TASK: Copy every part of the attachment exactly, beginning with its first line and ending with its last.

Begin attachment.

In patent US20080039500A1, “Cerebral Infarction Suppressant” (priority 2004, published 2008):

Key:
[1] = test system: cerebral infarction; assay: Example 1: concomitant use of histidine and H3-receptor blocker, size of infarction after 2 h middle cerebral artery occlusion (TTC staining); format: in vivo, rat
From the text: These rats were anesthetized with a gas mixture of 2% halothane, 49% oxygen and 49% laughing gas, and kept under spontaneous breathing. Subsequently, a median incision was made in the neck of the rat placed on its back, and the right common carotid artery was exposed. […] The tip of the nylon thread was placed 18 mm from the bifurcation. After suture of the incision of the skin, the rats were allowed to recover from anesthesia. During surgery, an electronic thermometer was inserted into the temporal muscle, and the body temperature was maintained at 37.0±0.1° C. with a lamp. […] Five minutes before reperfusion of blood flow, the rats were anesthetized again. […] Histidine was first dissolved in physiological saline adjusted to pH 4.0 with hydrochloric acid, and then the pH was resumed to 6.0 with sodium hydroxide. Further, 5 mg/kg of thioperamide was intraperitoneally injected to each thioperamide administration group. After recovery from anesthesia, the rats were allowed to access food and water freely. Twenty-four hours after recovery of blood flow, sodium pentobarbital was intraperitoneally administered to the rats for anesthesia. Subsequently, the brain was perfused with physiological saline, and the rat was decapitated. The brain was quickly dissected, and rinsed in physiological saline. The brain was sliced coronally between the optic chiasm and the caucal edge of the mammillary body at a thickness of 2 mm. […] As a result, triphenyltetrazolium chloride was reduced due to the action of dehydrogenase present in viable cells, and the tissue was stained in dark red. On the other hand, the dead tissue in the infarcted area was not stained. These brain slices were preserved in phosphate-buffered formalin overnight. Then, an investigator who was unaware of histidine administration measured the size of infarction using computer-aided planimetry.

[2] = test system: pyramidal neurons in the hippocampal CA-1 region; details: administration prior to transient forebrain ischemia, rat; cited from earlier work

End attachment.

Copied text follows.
In patent US20080039500A1, “Cerebral Infarction Suppressant” (priority 2004, published 2008):

Key:
[1] = test system: cerebral infarction; assay: Example 1: concomitant use of histidine and H3-receptor blocker, size of infarction after 2 h middle cerebral artery occlusion (TTC staining); format: in vivo, rat
From the text: These rats were anesthetized with a gas mixture of 2% halothane, 49% oxygen and 49% laughing gas, and kept under spontaneous breathing. Subsequently, a median incision was made in the neck of the rat placed on its back, and the right common carotid artery was exposed. […] The tip of the nylon thread was placed 18 mm from the bifurcation. After suture of the incision of the skin, the rats were allowed to recover from anesthesia. During surgery, an electronic thermometer was inserted into the temporal muscle, and the body temperature was maintained at 37.0±0.1° C. with a lamp. […] Five minutes before reperfusion of blood flow, the rats were anesthetized again. […] Histidine was first dissolved in physiological saline adjusted to pH 4.0 with hydrochloric acid, and then the pH was resumed to 6.0 with sodium hydroxide. Further, 5 mg/kg of thioperamide was intraperitoneally injected to each thioperamide administration group. After recovery from anesthesia, the rats were allowed to access food and water freely. Twenty-four hours after recovery of blood flow, sodium pentobarbital was intraperitoneally administered to the rats for anesthesia. Subsequently, the brain was perfused with physiological saline, and the rat was decapitated. The brain was quickly dissected, and rinsed in physiological saline. The brain was sliced coronally between the optic chiasm and the caucal edge of the mammillary body at a thickness of 2 mm. […] As a result, triphenyltetrazolium chloride was reduced due to the action of dehydrogenase present in viable cells, and the tissue was stained in dark red. On the other hand, the dead tissue in the infarcted area was not stained. These brain slices were preserved in phosphate-buffered formalin overnight. Then, an investigator who was unaware of histidine administration measured the size of infarction using computer-aided planimetry.

[2] = test system: pyramidal neurons in the hippocampal CA-1 region; details: administration prior to transient forebrain ischemia, rat; cited from earlier work